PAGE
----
<Review by: Sailesh Ghelani>
Directed by Bennett Miller. Starring Brad Pitt, Robin Wright, Jonah Hill, Philip Seymour Hoffman.
The true story in Moneyball is played almost entirely off the field but it is nevertheless inspiring and engaging.
A lot of people may not know the intricacies of the American sport of baseball and though the film is replete with technical jargon and statistics about the game, the filmmakers have still managed to make things simple, relatable and stirring.
Brad Pitt plays Billy Beane, a former baseball player expected to make it big but ultimately disappointing his scouts and himself. He eventually becomes the manager of the Oakland Athletic’s baseball team and faces some difficult decisions being at the helm of a losing team with almost no star players. In a league that is constantly ‘trading’ players from one team to another, Billy Beane is groping in the dark, trying to convince other teams to trade him their players. But little does he know, he’s got it all wrong. Geeky economist turned analyst Peter Brand (Jonah Hill) who works for a rival team lets Billy in on the secret of ‘statistical analysis’.
After stealing Peter away, Billy decides he’s going to give this new form of player selection (that figured in the book by Michael Lewis called Moneyball: The Art of Winning an Unfair Game) a fair chance. Skeptics in the team aren’t convinced and it’s an uphill battle that doesn’t pay off immediately.
In between all the trading of players and the struggle to find the perfect team, director Bennett Miller intersperses flashbacks from Bean’s youth and his disillusionment and dejection at being a failure and making the wrong decision to get in to the field of baseball. You also learn that he has a family, an ex wife played by the lovely Robin Wright and a daughter who plays Jack Johnson songs on her guitar and subtly inspires her dad. Which means he has even more to prove while struggling with his own demons and superstitions (he never watches his own matches).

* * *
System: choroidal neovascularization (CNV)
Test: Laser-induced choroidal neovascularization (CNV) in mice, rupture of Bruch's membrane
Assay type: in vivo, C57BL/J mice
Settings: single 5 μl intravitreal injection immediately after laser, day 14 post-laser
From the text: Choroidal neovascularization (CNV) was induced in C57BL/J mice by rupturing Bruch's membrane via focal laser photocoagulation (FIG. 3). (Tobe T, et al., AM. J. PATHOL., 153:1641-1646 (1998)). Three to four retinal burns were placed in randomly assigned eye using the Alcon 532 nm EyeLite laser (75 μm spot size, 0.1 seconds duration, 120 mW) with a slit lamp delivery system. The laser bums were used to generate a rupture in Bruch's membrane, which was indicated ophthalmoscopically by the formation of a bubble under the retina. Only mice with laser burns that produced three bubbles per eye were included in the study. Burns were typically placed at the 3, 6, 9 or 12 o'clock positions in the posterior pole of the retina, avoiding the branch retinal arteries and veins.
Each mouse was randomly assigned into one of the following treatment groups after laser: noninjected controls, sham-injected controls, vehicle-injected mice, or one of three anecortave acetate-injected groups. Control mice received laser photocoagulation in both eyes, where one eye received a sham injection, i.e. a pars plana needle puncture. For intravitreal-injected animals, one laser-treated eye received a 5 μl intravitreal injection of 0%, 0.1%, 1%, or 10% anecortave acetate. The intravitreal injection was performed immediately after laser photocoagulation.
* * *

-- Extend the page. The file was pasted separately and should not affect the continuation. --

Moneyball is about strategy and the business of the game. It isn’t about players on the field-winning matches. It’s about how a winning team is made, the politics and the technicalities of sport, that make it more than what you watch on TV or go to the stadium and watch with your hotdog and foam finger hand. All this makes Moneyball an intriguing film and something different from the regular formula sports movies.
Jonah Hill is funny and likable. Philip Seymore Hoffman as the reluctant coach of the team who fights Billy Bean’s decisions plays his grumpy part well. Brad has been nominated for an Oscar for his role, enough said.
Moneyball is the more subdued of this week’s award-winning/nominated films but it is an intelligent and entertaining movie nonetheless.